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Catalog of Gravitational Wave Events

All the gravitational wave sources that we detected so far are collected in the Gravitational Wave Transient Catalog (GWTC). The GWTC is a cumulative catalog, it is updated with new gravitational wave sources at the end of each of our observing runs (or at some point during a run). The GWTC contains not only the  gravitational wave sources detected in a given run, but also all the scientific results, such as masses and distance estimates for the binaries. All the scientific contents released with GWTC can be downloaded from the Gravitational Wave Open Scienc Center (GWOSC).

GWTC-3 is our last  gravitational wave transient catalog and it includes the  gravitational wave events detected from the first, second and third (the last one) observing runs. Beside the first binary black hole merger observation, GW150914, and the multi-messenger observation of a Binary Neutron star merger GW170817, GWTC-3 presents all the gravitational wave events observed so far.

Indeed the total number of sources present in GWTC-3 is 90! Fig.1 gives us a quick overview of all the gravitational wave sources present in the GWTC divided by the observing run they were detected. The amazing increase of detection rate is due to the significant experimental improvement of our detectors sensitivity that allows us to detect gravitational wave signals further and further in the cosmos.

Here are some interesting and unexpected events included in the GWTC-3 Catalog:

Caption: Fig.1: Representation of the 90 gravitational wave events contained in GWTC-3 detected by Advanced LIGO and Advanced Virgo detectors. Each cell is one event whose name is at the bottom. The masses of the two compact objects are indicated in the top left and top right corners. The mass of the final object is indicated at the bottom of the cell. Neutron stars represented by blue dots and black holes by black dots. The colour of each cell indicates during which of the three data sets the signal was detected.  [Image credit: Carl Knox, Hannah Middleton, Federica Grigoletto, LIGO/Virgo/KAGRA]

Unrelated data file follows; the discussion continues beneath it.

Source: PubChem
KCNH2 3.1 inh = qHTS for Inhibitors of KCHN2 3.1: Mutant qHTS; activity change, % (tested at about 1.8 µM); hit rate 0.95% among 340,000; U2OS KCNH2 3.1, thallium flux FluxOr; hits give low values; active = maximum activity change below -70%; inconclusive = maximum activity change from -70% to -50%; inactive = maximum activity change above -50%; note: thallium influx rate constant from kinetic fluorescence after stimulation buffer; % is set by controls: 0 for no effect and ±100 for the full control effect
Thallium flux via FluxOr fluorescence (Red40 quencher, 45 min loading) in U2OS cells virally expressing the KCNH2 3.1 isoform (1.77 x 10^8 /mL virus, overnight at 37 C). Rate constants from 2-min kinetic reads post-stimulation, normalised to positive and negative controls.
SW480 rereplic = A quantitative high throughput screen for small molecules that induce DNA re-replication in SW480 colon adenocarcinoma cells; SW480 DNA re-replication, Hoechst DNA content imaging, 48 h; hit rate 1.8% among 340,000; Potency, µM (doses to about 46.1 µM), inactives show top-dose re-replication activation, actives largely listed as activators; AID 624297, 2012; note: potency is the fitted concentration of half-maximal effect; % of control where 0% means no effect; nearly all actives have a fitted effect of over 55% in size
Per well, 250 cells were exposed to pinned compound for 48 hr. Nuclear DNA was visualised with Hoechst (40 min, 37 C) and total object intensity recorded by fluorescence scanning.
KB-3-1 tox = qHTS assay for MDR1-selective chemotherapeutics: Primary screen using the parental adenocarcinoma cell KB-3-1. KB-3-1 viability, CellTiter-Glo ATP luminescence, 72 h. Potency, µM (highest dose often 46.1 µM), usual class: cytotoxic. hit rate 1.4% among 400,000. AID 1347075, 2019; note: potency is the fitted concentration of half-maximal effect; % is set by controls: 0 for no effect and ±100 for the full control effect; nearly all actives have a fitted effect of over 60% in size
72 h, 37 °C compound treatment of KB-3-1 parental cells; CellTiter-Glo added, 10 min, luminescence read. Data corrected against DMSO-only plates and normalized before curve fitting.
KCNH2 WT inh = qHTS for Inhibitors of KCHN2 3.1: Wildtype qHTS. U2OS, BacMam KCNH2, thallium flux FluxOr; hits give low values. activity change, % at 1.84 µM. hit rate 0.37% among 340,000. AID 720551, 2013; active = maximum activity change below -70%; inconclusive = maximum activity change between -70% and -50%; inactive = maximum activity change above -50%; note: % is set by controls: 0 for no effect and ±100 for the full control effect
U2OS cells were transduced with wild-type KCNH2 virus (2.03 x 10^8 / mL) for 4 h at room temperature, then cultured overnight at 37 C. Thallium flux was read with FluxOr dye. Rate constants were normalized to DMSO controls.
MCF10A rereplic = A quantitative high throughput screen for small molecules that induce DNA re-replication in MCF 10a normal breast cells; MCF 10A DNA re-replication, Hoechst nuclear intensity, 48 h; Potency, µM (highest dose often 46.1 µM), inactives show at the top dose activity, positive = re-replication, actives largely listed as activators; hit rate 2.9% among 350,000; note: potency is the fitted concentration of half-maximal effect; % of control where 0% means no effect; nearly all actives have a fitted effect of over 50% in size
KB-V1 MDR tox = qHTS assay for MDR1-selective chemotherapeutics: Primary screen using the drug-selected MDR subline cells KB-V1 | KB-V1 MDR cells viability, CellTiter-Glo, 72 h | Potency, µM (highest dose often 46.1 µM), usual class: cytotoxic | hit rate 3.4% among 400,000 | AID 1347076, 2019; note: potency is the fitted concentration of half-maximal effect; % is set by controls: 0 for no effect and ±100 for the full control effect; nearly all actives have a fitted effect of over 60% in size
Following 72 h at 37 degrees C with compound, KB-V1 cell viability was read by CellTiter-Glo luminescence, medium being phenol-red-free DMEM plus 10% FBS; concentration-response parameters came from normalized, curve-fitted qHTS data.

• GW190412: this signal was produced by a coalescing binary black hole system with unequal masses, one component being more than 3 times heavier than the other one (30 and 8 times the mass of the Sun). The mass difference produced specific signal modulations that were predicted by theory, but never before observed.
  • GW190425: The merger that originated this signal could be a binary neutron star merger or a merger in which at least one object is a black hole. Either way it would have been a considerably different system to all those known in our galaxy, in terms of mass range of the objects involved.
  • GW190521: the merger of two black holes resulting in a remnant black hole of about 150 solar masses. We never observed such massive black holes, which might represent the missing link between stellar-mass black holes and the supermassive black holes observed at the center of the galaxies.
  • GW190814: one of the objects involved in this merger has a mass of about 2.6 solar masses, i.e. within the so-called ‘mass gap’, a range of masses apparently too light for a black hole and too heavy for a neutron star. The nature of the object itself remains mysterious, since the gravitational-wave observations alone do not allow us to distinguish whether it is a black hole or a neutron star.
  • GW200105 and GW200115: two events that represent the first ever observations of gravitational waves generated by a mix of neutron stars and black holes. Each was created by the last few decaying orbits, before the merging, of a neutron star-black hole pair.